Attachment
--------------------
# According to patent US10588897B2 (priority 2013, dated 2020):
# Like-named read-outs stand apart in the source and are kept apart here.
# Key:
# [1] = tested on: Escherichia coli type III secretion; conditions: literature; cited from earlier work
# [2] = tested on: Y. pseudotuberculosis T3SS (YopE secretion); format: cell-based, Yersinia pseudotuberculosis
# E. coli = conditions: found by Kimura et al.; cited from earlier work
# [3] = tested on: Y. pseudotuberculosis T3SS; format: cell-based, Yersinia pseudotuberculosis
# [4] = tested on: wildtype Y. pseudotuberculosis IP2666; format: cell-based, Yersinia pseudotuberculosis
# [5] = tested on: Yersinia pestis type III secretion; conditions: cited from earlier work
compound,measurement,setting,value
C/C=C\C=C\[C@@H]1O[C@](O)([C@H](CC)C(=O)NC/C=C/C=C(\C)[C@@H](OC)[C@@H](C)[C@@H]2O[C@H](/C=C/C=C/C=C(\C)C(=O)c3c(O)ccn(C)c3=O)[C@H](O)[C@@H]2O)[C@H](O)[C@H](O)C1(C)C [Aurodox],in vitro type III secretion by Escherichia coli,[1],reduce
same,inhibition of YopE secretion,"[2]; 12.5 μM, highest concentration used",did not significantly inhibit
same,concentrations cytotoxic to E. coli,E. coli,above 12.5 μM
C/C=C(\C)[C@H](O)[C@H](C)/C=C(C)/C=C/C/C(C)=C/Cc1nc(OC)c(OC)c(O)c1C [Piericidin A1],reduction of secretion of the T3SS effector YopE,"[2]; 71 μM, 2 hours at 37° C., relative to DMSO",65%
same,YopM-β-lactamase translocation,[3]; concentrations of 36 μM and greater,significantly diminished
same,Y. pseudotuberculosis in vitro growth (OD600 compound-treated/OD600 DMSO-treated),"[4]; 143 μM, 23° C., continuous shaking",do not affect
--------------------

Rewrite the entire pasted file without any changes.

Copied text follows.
# According to patent US10588897B2 (priority 2013, dated 2020):
# Like-named read-outs stand apart in the source and are kept apart here.
# Key:
# [1] = tested on: Escherichia coli type III secretion; conditions: literature; cited from earlier work
# [2] = tested on: Y. pseudotuberculosis T3SS (YopE secretion); format: cell-based, Yersinia pseudotuberculosis
# E. coli = conditions: found by Kimura et al.; cited from earlier work
# [3] = tested on: Y. pseudotuberculosis T3SS; format: cell-based, Yersinia pseudotuberculosis
# [4] = tested on: wildtype Y. pseudotuberculosis IP2666; format: cell-based, Yersinia pseudotuberculosis
# [5] = tested on: Yersinia pestis type III secretion; conditions: cited from earlier work
compound,measurement,setting,value
C/C=C\C=C\[C@@H]1O[C@](O)([C@H](CC)C(=O)NC/C=C/C=C(\C)[C@@H](OC)[C@@H](C)[C@@H]2O[C@H](/C=C/C=C/C=C(\C)C(=O)c3c(O)ccn(C)c3=O)[C@H](O)[C@@H]2O)[C@H](O)[C@H](O)C1(C)C [Aurodox],in vitro type III secretion by Escherichia coli,[1],reduce
same,inhibition of YopE secretion,"[2]; 12.5 μM, highest concentration used",did not significantly inhibit
same,concentrations cytotoxic to E. coli,E. coli,above 12.5 μM
C/C=C(\C)[C@H](O)[C@H](C)/C=C(C)/C=C/C/C(C)=C/Cc1nc(OC)c(OC)c(O)c1C [Piericidin A1],reduction of secretion of the T3SS effector YopE,"[2]; 71 μM, 2 hours at 37° C., relative to DMSO",65%
same,YopM-β-lactamase translocation,[3]; concentrations of 36 μM and greater,significantly diminished
same,Y. pseudotuberculosis in vitro growth (OD600 compound-treated/OD600 DMSO-treated),"[4]; 143 μM, 23° C., continuous shaking",do not affect